Nikon's refreshing the entry level end of its DSLR line may not coax a lot of current D3200 owners to trade up, but it won't be because the D3300 isn't a fine little camera. On its face the changes are modest: a later generation processor, different sensor with the same resolution and lacking an anti-aliasing filter, one step increases in ISO sensitivity and continuous shooting rate along with a 60p/50p full HD video capability to complement the more standard video modes. Perhaps not enough of an upgrade to coax entry-level Nikon owners to switch, but for someone looking for their first DSLR the D3300 is a worthy consideration.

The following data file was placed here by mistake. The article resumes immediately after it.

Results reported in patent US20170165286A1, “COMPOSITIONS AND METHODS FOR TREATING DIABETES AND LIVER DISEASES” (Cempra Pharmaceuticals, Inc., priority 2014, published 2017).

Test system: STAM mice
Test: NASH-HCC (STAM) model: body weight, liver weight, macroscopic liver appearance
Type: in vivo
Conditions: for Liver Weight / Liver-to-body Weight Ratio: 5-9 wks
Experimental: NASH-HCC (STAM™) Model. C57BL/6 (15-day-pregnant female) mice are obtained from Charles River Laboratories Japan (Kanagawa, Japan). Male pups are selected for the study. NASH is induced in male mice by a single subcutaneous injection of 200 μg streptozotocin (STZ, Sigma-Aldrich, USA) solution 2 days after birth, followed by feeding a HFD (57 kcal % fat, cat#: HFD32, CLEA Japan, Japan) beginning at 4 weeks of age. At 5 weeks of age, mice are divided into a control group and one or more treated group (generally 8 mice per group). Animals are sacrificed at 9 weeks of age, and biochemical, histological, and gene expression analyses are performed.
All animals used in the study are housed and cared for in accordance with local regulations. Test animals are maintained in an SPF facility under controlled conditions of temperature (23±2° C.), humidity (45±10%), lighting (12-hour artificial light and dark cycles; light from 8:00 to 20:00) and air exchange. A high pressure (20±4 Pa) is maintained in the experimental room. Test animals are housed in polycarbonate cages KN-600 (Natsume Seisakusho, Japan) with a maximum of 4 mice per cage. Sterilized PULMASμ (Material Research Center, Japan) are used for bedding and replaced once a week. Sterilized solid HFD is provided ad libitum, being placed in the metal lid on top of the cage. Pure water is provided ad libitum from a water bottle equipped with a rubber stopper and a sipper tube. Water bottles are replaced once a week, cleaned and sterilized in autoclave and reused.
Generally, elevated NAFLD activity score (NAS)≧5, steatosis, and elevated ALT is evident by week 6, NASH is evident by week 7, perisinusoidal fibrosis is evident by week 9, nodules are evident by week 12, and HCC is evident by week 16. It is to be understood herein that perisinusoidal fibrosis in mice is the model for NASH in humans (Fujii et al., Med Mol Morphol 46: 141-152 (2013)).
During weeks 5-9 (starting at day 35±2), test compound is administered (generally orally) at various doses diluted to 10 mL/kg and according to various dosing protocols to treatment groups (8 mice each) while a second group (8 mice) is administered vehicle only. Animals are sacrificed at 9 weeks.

Good still and video image quality in a fairly light and compact platform (at least with the kit lens), good ISO performance, a relatively speedy 5 fps continuous shooting rate and a capable autofocus system give the camera a decent performance potential for folks who are willing to go beyond just setting the mode dial to full auto and tripping the shutter.
Wi-Fi connectivity is optional, not built-in. As good as the video image quality is, the continuous autofocus performance is but average. A steady diet of shots using the built-in flash will result in extended flash recycle times due to shut down.
All in all, the D3300 comes up with many more positives than negatives--it's a good little camera whether trading up or jumping in for the first time.
Design/Ease of Use
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